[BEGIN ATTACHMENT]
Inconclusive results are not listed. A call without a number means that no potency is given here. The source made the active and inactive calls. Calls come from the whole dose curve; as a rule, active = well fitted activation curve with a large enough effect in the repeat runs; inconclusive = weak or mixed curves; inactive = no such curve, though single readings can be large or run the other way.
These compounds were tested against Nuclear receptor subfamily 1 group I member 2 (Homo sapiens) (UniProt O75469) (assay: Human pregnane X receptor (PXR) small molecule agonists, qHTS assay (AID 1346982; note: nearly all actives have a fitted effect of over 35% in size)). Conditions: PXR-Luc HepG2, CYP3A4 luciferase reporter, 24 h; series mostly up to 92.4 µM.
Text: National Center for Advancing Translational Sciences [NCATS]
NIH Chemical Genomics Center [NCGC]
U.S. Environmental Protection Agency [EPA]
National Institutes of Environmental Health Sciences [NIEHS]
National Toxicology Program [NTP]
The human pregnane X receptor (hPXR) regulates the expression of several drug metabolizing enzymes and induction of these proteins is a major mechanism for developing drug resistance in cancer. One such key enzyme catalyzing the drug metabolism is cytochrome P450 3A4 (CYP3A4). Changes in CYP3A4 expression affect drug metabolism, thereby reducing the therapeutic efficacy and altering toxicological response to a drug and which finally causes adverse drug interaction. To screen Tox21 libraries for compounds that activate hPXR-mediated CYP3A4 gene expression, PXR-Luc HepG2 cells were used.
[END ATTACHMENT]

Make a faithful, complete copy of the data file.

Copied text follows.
Inconclusive results are not listed. A call without a number means that no potency is given here. The source made the active and inactive calls. Calls come from the whole dose curve; as a rule, active = well fitted activation curve with a large enough effect in the repeat runs; inconclusive = weak or mixed curves; inactive = no such curve, though single readings can be large or run the other way.
These compounds were tested against Nuclear receptor subfamily 1 group I member 2 (Homo sapiens) (UniProt O75469) (assay: Human pregnane X receptor (PXR) small molecule agonists, qHTS assay (AID 1346982; note: nearly all actives have a fitted effect of over 35% in size)). Conditions: PXR-Luc HepG2, CYP3A4 luciferase reporter, 24 h; series mostly up to 92.4 µM.
Text: National Center for Advancing Translational Sciences [NCATS]
NIH Chemical Genomics Center [NCGC]
U.S. Environmental Protection Agency [EPA]
National Institutes of Environmental Health Sciences [NIEHS]
National Toxicology Program [NTP]
The human pregnane X receptor (hPXR) regulates the expression of several drug metabolizing enzymes and induction of these proteins is a major mechanism for developing drug resistance in cancer. One such key enzyme catalyzing the drug metabolism is cytochrome P450 3A4 (CYP3A4). Changes in CYP3A4 expression affect drug metabolism, thereby reducing the therapeutic efficacy and altering toxicological response to a drug and which finally causes adverse drug interaction. To screen Tox21 libraries for compounds that activate hPXR-mediated CYP3A4 gene expression, PXR-Luc HepG2 cells were used.